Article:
Paying the Pipers Piping

This time of year, people spend a lot of time counting: specifically calories and dollars.

The two seem to travel in opposite trajectories - calories in, dollars out. 'Round about January, the effects are amply evident, with the general population sadly taking inventory of distinctly lighter wallets and unmistakably girthier profiles.

Hey - we all have to pay the Pipers Piping sometime.

No doubt, the post-season slump seems decidedly personal. And, you might be thinking that's completely outside of an employer's territory. Why should I care? Separation of work/life, right?

Not so fast.

Why Employers should Care

In a broad sense, what's affecting them is affecting you. Simply put: their slump is your slump. Consider the financial situation. We already know that high levels of well-being drive great work performance. And money  or lack of it  is one of the major stressors driving well-being. So by default, financial trouble leads to poor well-being leads to compromised performances. And right there is your answer to, "Why should I care?" The employee who's spending time stressing about the maxed-out credit cards or the minimum payment due or the budget busted by swans-a-swimming ($42,000, by the way) or geese-a-laying ($210) is not an employee who's focused on work. And make no mistake  that lack of engagement is busting your budget.

The seemingly obvious solution may be more money. But we know no company's payroll is infinite. And while a raise is nice, it's only a short-term solution to a long-term problem.

Because money itself isn't the problem; it's the problems that come with it  spending too much, saving too little, worrying about being able to pay the next bill. Money without management is like an amorphous cloud that feels impossible to get hold of. And that makes it seem infinitely bigger than it really is. And when it gets that big, it starts to cloud everything else around it.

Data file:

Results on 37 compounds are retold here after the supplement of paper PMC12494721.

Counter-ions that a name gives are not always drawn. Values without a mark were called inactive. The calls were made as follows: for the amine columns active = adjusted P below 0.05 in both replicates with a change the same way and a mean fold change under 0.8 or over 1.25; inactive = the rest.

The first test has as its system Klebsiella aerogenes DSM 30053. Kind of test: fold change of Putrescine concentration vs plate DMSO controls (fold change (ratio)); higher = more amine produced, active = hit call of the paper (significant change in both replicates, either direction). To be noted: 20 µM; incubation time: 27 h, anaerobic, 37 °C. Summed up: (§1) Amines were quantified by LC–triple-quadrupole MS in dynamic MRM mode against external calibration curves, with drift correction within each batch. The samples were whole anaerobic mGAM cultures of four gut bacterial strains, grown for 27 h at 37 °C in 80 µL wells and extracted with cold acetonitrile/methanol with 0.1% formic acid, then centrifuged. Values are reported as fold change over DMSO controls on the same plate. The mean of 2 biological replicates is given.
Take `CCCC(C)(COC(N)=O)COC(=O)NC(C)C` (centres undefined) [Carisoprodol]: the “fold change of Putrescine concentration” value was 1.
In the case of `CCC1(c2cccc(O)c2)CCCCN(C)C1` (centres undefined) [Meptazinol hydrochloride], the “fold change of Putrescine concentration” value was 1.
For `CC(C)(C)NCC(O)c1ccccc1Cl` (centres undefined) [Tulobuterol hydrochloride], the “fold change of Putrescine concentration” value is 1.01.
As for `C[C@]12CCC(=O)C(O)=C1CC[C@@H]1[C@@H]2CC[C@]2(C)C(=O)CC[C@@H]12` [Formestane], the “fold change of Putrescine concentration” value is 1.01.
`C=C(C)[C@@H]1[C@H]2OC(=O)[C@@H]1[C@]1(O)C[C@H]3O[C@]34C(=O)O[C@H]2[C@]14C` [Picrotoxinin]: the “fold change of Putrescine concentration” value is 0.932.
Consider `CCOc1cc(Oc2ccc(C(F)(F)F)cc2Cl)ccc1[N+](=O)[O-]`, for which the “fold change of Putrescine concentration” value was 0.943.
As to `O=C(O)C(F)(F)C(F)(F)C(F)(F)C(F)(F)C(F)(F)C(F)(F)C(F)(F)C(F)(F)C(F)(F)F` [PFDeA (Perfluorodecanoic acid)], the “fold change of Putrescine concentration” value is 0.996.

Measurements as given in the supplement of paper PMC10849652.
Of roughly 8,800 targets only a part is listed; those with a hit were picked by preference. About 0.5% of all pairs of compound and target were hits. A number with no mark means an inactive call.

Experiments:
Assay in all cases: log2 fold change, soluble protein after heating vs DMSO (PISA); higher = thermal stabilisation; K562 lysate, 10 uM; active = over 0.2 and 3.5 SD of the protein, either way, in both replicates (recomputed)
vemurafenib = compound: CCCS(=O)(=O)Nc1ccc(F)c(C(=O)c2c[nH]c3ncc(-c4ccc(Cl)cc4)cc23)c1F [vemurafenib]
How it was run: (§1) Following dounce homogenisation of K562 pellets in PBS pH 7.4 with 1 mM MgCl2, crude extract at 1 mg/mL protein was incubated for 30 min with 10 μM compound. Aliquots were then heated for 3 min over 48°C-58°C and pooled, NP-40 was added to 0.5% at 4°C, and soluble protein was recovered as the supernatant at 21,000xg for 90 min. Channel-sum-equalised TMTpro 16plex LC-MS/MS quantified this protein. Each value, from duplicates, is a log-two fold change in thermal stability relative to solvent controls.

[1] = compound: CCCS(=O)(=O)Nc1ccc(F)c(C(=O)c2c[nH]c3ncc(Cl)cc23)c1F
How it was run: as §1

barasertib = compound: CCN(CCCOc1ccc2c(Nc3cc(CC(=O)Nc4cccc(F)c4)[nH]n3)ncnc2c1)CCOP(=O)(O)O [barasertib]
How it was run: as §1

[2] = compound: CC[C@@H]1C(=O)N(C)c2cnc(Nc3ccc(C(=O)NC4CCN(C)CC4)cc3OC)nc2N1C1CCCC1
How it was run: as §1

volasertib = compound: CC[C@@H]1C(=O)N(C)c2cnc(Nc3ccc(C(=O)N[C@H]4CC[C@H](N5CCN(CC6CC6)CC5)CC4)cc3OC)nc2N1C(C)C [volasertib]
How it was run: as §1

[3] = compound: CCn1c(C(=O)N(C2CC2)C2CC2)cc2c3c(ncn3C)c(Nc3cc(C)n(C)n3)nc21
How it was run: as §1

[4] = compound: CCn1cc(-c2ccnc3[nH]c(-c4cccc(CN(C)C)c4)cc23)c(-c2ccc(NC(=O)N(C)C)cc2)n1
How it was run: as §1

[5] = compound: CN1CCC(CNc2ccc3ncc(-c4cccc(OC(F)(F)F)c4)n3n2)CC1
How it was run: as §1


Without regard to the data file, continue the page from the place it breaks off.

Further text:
And that's the real problem  and that's where you, the employer, can help. The idea is to help make that problem smaller. At Bright Horizons, we've set up a Well-Being Help Center with just those kinds of distracting worries in mind. Call the line any time of day and a friendly voice says, "Well-Being Help Center. How can I help you?" And then that same very nice person goes down a list of offerings that includes "Money Matters"  help with debt management, retirement planning, or maybe just budgeting for a big vacation.

Bringing Focus

Such assistance brings the problem into focus. It makes the unwieldy compact. It makes the unmanageable manageable. And the space freed up from worrying about this month's credit card bill means more room to focus on things like spreadsheets, IT fixes, and generally doing a great job. And that's the goal of supports in general. They create room to think. They generate things like engagement which pumps up productivity, and reduced stress that can reduce health costs, and loyalty which saves on turnover you see a trend here?

So the bottom line is...whether the holidays bring a blu-ray, a new phone, seven swans, or some lords-a-leaping...the cost weighs on all of us. But for those who create a supportive infrastructure, the fallout won't be so great when January comes around and it's finally time to pay the pipers piping.

Bright Horizons is the leader in work/life solutions that solve employee challenges and support critical employer goals. Learn more about our whole family of solutions at
Bright Horizons
About the Author
Bright Horizons
Bright Horizons
In 1986, our founders saw that child care was an enormous obstacle for working parents. On-site centers became one way we responded to help employees – and organizations -- work better. Today we offer child care, elder care, and help for education and careers -- tools used by more than 1,000 of the world’s top employers and that power many of the world's best brands

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